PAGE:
• New York University -- Spike Lee, Martin Scorsese, Oliver Stone
  • University of Southern California -- Ron Howard, George Lucas, John Singleton
  • American Film Institute in Los Angeles (master’s degree) -- Amy Heckerling, David Lynch, Terrence Malik
  • California Institute of the Arts -- John Lasseter
  • University of California at Los Angeles -- Francis Ford Coppola

Plenty of other schools also offer courses in directing movies. If you attend one, you’ll be likely to learn about the technical aspects of filmmaking, such as cinematography and editing, as well as learning to work with actors and crew members. You’ll probably also examine directing styles, techniques and strategies, along with elements of storytelling (plot, character and theme), and the history of film. Besides attending classes, students at filmmaking schools participate in workshops and make one or more films while they're in school. Some schools, like the American Film Institute offer targeted training, like the AFI’s annual Directing Workshop for Women [source: American Film Institute].

Many schools also offer mentoring programs and help with internships to help their students get started in directing films. Taking low-level jobs, like interning or assistant positions, can be a valuable way to make the contacts that can help you move up in the film industry. And sometimes the contacts that you make with people on your level may turn out to be as valuable as with those above you.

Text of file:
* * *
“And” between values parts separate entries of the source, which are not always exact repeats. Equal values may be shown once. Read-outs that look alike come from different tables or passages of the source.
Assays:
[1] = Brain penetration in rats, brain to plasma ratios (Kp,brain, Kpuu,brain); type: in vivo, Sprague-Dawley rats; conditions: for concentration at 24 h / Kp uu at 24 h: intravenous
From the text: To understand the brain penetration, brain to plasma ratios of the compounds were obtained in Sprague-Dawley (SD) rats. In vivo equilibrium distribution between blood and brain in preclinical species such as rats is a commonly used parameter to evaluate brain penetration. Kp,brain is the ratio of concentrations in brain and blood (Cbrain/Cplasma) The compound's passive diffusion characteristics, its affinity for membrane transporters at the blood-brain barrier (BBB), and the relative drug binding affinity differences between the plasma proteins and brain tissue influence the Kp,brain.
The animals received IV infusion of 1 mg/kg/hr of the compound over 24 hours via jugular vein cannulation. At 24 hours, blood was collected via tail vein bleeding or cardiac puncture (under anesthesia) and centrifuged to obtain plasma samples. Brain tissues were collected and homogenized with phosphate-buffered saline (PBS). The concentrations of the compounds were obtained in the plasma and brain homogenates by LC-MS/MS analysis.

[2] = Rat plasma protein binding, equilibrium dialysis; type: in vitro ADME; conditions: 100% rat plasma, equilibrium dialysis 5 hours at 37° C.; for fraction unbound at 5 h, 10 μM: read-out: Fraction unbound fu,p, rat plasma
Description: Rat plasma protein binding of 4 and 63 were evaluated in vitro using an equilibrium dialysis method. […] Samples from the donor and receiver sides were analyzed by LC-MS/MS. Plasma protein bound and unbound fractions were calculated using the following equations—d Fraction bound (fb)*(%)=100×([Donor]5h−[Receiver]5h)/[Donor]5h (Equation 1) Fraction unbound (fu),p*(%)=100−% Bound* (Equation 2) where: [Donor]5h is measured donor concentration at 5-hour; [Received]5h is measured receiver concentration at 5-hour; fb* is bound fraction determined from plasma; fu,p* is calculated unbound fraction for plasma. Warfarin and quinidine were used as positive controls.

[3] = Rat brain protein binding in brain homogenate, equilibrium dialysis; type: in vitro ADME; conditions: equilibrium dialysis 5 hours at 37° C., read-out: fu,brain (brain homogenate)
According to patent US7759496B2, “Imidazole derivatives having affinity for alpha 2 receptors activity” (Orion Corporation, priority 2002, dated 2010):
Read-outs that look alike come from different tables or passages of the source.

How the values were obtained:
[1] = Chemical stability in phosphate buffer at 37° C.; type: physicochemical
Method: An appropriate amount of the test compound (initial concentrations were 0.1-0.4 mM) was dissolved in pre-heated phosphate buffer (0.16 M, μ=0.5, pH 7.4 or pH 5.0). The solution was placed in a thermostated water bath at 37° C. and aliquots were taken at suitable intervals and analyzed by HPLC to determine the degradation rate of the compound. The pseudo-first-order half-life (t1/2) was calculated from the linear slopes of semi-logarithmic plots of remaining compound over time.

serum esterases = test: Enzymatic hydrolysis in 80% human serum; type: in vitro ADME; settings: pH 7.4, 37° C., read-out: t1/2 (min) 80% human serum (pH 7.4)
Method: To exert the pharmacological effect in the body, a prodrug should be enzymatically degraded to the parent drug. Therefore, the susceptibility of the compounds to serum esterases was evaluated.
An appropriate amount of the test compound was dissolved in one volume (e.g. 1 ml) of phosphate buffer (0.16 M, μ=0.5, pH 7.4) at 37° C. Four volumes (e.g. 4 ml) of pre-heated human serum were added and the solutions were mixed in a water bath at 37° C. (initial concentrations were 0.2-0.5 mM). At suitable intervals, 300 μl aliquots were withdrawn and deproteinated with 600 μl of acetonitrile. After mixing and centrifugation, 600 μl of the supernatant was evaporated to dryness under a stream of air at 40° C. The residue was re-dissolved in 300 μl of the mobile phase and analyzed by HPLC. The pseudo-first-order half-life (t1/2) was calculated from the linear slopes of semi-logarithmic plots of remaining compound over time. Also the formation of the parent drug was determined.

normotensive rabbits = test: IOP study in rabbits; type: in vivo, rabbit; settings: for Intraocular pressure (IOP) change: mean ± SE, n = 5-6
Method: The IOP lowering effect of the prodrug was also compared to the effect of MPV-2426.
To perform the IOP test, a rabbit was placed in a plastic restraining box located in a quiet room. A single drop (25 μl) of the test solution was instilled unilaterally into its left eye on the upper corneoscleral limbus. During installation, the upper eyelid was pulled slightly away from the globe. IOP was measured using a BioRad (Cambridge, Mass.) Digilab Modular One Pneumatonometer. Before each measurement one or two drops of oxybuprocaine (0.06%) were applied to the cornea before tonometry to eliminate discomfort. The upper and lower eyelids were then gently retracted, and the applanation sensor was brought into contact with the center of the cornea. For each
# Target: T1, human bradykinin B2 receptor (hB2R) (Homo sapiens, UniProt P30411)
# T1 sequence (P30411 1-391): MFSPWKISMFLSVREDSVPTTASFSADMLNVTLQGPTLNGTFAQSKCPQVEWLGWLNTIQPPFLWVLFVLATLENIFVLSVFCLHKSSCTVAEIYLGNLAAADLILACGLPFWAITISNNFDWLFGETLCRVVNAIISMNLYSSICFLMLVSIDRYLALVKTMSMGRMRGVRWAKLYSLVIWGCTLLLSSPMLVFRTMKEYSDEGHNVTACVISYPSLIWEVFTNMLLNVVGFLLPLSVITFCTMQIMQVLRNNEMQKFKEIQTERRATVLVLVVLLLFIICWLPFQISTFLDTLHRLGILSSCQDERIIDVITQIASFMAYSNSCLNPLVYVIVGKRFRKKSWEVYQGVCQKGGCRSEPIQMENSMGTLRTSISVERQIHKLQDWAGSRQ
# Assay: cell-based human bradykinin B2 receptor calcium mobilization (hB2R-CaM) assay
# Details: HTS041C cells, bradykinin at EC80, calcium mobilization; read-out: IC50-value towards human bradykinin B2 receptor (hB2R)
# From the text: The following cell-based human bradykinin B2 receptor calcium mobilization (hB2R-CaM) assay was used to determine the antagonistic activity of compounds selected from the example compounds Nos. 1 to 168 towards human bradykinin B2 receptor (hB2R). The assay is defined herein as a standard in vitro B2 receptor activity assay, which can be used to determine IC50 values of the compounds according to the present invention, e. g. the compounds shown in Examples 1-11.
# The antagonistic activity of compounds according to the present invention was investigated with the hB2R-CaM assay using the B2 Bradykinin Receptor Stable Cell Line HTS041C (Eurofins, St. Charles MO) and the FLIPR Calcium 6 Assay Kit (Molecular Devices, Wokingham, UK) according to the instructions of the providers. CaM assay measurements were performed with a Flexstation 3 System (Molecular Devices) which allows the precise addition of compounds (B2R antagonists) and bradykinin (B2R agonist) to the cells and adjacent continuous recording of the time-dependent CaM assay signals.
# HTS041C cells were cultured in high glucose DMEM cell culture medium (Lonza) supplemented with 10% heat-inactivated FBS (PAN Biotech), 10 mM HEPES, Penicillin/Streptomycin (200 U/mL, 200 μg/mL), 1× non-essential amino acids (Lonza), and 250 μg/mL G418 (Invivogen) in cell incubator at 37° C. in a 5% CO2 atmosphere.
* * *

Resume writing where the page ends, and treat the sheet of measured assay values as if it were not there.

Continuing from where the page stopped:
Once you have a degree and some experience, another important step is turning clips from films you've helped make into a portfolio that you can show studio executives and other potential employers. Keep reading to find out more about building a portfolio.

Building a Portfolio as a Movie Director

For their portfolio, directors should put film clips on a DVD.
For their portfolio, directors should put film clips on a DVD.
Halfark/fStop/Getty Images

Nobody will be willing to take a chance on you as a movie director unless you can show you have enough education and experience directing movies. One of the best ways that you can gain credibility with film studios -- and with potential investors -- is by building a portfolio of your directing work.

Before digital technology, film directors built a reel of film clips from the movies on which they had worked. They sent the reel or took it with them to meetings with potential clients and investors. That approach has been largely replaced by the portfolio, an electronic collection of clips that can be sent electronically, provided on a DVD or included on a Web site.


You’ll definitely want to include any movies you have directed, but here are some other items to put in your electronic portfolio:

  • Educational experience, including the classes you’ve taken
  • A resume showing your experience to date
  • Contact information so you can be reached
  • Clips from movies that show your skill in other areas, such as editing, writing, animation and cinematography
  • A listing of film festivals you have entered and awards won
  • Directing in other areas -- music videos, commercials, animated shorts, TV shows
  • Stills and storyboards showing the thought and process behind the finished product